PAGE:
Immigration Reform Ahead?

With unemployment rising and a U.S. debt-crisis looming, Americans haven’t had much good news lately. But there is one bright spot on the policy front: Illegal immigration from Mexico has virtually stopped.

Less than a decade ago, a half-million Mexicans were coming to the U.S. illegally every year, accounting for 60 percent of all illegal immigration. But last year, fewer than 100,000 Mexicans crossed the border illegally or overstayed their visas. And it appears that an even greater number of Mexican illegal immigrants left the U.S., resulting in a net reduction in the number of Mexican illegal immigrants living here.

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The reasons are complex. Yes, state and local laws intended to make life unpleasant for illegal immigrants may have had some effect. And no doubt greater border enforcement has made it more difficult for people to cross into the U.S. illegally. But the most significant factor is that conditions in Mexico have improved to the point that many Mexicans see a better future for themselves in their homeland.

Most stories about Mexico in the American media focus on the vicious drug wars that have claimed 40,000 Mexican lives in the last five years. But there is another side of the Mexican story that gets far less attention — the Mexican economy is booming.

In 2010, Mexican gross domestic product grew by more than 5 percent and is on pace to nearly match that rate this year. In the fourth quarter of 2010, manufacturing grew by more than 6 percent and construction by more than 4 percent over the previous year. Unemployment in 2010 was 5.5 percent. We’d be ecstatic if the American economy were growing at a similar pace.

All that growth means more jobs for Mexicans in Mexico. But it also means a higher standard of living for those who choose to stay. Family income has increased by 45 percent since 2000. Just as important, Mexican families are also much smaller than they used to be.

Mexico once had one of the highest birthrates in the world. In 1970, Mexican women gave birth to an average of seven children.

The number of children born to Mexican women averages about two now, which means there are — and will be in the future — far fewer job-seekers than in the past.

Other social improvements bode well, too. Educational opportunities have greatly expanded in Mexico. A recent New York Times story tells of how one area, the state of Jalisco, which once sent many of its young men north in search of opportunity, now provides a chance for them to succeed at home.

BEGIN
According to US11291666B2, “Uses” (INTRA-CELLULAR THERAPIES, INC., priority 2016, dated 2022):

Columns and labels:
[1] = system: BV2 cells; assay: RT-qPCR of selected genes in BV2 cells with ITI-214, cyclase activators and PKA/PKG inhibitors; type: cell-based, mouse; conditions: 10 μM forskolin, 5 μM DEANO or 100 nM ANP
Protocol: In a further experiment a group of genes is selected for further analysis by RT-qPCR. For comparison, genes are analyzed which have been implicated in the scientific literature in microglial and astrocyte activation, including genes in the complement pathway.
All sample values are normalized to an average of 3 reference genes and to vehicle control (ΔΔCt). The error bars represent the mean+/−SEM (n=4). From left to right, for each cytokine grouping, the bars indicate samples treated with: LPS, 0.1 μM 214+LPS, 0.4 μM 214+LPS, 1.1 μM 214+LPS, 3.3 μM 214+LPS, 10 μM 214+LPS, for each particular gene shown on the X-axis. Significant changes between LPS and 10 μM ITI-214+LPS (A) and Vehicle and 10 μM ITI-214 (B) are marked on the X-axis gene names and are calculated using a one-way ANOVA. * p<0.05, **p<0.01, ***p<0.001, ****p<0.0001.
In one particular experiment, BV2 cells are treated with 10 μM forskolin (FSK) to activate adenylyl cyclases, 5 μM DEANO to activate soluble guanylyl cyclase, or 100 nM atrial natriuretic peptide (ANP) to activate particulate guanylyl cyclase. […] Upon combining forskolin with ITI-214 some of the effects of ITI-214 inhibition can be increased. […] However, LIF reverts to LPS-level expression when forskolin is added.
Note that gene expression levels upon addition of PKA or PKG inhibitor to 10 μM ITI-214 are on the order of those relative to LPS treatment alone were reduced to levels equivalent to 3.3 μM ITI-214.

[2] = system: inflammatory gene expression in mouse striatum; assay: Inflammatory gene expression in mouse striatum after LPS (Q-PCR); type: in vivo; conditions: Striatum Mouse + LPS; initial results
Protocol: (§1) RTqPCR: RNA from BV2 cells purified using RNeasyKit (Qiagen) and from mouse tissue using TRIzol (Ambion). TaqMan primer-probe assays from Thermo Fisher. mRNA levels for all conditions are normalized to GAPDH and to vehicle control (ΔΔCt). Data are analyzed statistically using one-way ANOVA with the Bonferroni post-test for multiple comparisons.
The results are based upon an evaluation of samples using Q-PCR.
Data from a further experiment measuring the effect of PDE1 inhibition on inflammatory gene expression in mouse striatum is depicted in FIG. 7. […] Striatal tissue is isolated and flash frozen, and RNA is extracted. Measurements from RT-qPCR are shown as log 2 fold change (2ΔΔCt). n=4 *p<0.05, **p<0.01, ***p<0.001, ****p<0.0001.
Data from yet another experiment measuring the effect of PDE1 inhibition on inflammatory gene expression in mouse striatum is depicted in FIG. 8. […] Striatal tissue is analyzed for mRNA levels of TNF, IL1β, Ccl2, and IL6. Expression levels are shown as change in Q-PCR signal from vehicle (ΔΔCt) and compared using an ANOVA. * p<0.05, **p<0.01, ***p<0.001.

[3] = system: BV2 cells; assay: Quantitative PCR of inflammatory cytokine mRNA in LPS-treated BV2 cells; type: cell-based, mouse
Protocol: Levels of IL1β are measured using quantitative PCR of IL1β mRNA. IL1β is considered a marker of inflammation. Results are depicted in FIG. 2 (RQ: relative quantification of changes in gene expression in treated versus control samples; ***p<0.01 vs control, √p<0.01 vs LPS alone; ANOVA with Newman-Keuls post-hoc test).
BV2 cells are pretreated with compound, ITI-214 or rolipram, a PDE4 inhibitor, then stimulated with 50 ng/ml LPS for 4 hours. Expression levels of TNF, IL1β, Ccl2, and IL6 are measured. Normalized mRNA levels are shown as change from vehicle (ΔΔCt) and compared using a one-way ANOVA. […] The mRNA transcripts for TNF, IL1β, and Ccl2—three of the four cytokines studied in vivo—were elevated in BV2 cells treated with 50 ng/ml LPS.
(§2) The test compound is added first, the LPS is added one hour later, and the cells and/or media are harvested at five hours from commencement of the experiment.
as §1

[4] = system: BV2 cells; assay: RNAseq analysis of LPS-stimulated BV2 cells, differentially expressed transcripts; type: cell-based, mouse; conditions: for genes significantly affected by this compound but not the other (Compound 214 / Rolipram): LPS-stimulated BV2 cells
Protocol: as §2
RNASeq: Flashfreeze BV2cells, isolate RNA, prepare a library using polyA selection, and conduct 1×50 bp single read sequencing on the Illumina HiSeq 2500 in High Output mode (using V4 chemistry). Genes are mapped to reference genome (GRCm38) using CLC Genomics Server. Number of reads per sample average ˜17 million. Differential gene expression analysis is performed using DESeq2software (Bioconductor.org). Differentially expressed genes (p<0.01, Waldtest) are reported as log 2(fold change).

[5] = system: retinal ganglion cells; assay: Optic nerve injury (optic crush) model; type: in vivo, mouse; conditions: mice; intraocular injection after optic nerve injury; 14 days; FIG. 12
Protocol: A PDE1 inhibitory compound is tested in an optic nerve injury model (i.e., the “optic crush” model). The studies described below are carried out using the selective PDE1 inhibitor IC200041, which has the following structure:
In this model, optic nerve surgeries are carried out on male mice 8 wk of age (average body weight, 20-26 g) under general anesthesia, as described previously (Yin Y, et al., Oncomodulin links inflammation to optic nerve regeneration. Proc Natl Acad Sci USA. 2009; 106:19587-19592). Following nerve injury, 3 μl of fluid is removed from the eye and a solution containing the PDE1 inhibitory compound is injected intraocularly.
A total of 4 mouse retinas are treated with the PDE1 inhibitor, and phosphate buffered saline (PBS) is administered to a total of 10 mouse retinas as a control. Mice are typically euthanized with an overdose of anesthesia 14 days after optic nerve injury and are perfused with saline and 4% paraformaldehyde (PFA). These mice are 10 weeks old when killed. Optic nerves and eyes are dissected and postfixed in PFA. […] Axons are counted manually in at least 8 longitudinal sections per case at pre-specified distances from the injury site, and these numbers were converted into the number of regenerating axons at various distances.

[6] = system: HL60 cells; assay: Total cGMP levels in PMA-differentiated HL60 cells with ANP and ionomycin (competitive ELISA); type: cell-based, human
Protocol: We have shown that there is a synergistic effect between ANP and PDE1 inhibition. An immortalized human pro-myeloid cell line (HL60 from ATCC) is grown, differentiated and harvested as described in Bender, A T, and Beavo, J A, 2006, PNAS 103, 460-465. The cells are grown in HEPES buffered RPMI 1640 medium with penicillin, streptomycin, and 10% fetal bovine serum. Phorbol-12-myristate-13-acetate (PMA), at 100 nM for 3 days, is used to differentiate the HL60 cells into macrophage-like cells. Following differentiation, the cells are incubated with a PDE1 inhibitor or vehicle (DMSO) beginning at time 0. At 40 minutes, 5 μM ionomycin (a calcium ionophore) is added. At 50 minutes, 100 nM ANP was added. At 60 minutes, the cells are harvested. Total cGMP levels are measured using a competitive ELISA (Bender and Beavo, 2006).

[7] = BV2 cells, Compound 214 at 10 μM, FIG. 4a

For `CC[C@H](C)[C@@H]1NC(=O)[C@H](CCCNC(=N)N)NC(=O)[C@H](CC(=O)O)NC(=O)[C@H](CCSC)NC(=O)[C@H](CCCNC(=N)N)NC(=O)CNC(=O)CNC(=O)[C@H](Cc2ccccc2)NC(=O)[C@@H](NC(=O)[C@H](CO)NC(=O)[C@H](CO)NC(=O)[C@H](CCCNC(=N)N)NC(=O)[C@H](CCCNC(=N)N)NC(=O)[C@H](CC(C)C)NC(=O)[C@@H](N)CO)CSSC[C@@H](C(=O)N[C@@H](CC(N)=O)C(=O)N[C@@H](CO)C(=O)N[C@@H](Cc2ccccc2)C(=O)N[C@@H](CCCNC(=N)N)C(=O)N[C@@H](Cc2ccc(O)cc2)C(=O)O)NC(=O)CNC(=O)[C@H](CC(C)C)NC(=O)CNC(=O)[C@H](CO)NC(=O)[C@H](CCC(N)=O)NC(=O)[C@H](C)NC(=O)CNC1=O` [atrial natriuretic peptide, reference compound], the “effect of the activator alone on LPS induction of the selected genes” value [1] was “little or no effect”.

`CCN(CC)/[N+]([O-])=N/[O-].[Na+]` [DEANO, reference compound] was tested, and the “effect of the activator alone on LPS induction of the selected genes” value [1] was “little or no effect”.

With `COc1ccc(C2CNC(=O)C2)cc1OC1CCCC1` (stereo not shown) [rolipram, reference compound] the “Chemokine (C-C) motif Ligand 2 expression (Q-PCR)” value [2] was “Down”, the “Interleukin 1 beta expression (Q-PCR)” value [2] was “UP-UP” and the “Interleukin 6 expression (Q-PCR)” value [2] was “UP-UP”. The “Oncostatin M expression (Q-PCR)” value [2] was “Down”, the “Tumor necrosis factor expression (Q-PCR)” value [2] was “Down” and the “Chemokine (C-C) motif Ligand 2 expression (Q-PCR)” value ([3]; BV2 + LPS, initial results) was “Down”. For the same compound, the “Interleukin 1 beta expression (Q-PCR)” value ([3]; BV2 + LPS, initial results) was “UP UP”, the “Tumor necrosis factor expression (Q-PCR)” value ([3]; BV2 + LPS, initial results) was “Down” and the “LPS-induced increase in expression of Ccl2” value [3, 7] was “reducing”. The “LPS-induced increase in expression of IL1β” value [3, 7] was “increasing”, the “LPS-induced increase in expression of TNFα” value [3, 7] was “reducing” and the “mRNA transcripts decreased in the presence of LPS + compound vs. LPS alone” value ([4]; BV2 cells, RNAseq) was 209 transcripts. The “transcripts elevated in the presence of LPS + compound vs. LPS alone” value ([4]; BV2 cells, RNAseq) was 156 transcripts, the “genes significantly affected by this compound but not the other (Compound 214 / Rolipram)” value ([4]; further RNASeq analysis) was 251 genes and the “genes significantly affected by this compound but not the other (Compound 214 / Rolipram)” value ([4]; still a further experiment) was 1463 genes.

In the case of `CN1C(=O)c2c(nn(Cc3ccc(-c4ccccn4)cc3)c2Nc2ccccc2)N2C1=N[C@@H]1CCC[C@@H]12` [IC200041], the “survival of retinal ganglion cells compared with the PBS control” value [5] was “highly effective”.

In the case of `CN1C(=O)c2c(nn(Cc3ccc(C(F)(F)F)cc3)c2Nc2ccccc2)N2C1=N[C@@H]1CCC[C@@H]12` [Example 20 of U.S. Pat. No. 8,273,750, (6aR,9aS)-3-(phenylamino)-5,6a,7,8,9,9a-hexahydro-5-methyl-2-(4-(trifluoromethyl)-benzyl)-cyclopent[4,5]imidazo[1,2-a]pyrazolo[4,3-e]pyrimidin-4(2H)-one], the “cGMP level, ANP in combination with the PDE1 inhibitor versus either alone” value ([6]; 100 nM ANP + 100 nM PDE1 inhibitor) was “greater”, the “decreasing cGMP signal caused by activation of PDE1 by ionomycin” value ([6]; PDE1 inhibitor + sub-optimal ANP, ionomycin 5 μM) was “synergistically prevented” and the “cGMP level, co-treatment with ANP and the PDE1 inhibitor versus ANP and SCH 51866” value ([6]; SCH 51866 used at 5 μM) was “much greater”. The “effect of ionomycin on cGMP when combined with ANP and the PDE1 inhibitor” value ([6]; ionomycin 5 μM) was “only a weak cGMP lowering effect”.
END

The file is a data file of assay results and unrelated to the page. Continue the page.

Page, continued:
The number of secondary schools in Jalisco doubled in the last decade — as they have in other Mexican states, as well, including in Chiapas, one of the poorest areas in the country. The number of Mexicans who have at least a bachelor’s degree has doubled in the last decade and now is over 800,000.

American immigration has always been driven by a push-pull phenomenon. Bad economic prospects pushed people to leave their native lands, and the lure of plentiful, well-paying jobs here have pulled them to the United States. But the process has reversed. Fewer Mexicans feel pushed from their own country thanks to improved economic conditions there, while the weakened U.S. economy has eliminated the pull of American jobs.

Perhaps this turn of events will prompt politicians to tone down the illegal immigration hysteria and enact a sane, market-based immigration policy. America still needs immigrants — they are a major reason for our economic vitality. But they should come legally, if we’d let them.

We need to expand the number of legal immigrants to the United States and do it in a way that benefits our economy. We need both highly skilled workers and those with lower skills but a strong work ethic to take jobs where we have labor shortages today.

We have too few engineers, doctors and scientists — and many of those we’re training in our universities are foreign-born with no prospect of being allowed to stay here after they graduate. But we also have too few workers in some lower-skilled occupations. Even with unemployment at 9.2 percent, Americans aren’t lining up to take jobs picking lettuce or working in poultry processing plants.

Now that the illegal immigration problem is receding, it’s time to get on with legal immigration reform.




  • Linda Chavez

    Linda Chavez is chairman of the Center for Equal Opportunity, a nonprofit public policy research organization in Falls Church, Va. She also writes a weekly syndicated column for Creators Syndicate that appears in newspapers across the country and is a political analyst for Fox News Channel. Chavez has held a number of appointed positions, among them chairman, National Commission on Migrant Education (1988-1992); White House Director of Public Liaison (1985); Staff Director of the U.S. Commission on Civil Rights (1983-1985); and she was a member of the Administrative Conference of the United States (1984-1986). Chavez was the Republican nominee for U.S. Senator from Maryland in 1986. In 1992, she was elected by the United Nations’ Human Rights Commission to serve a four-year term as U.S. Expert to the U.N. Sub-Commission on the Prevention of Discrimination and Protection of Minorities.

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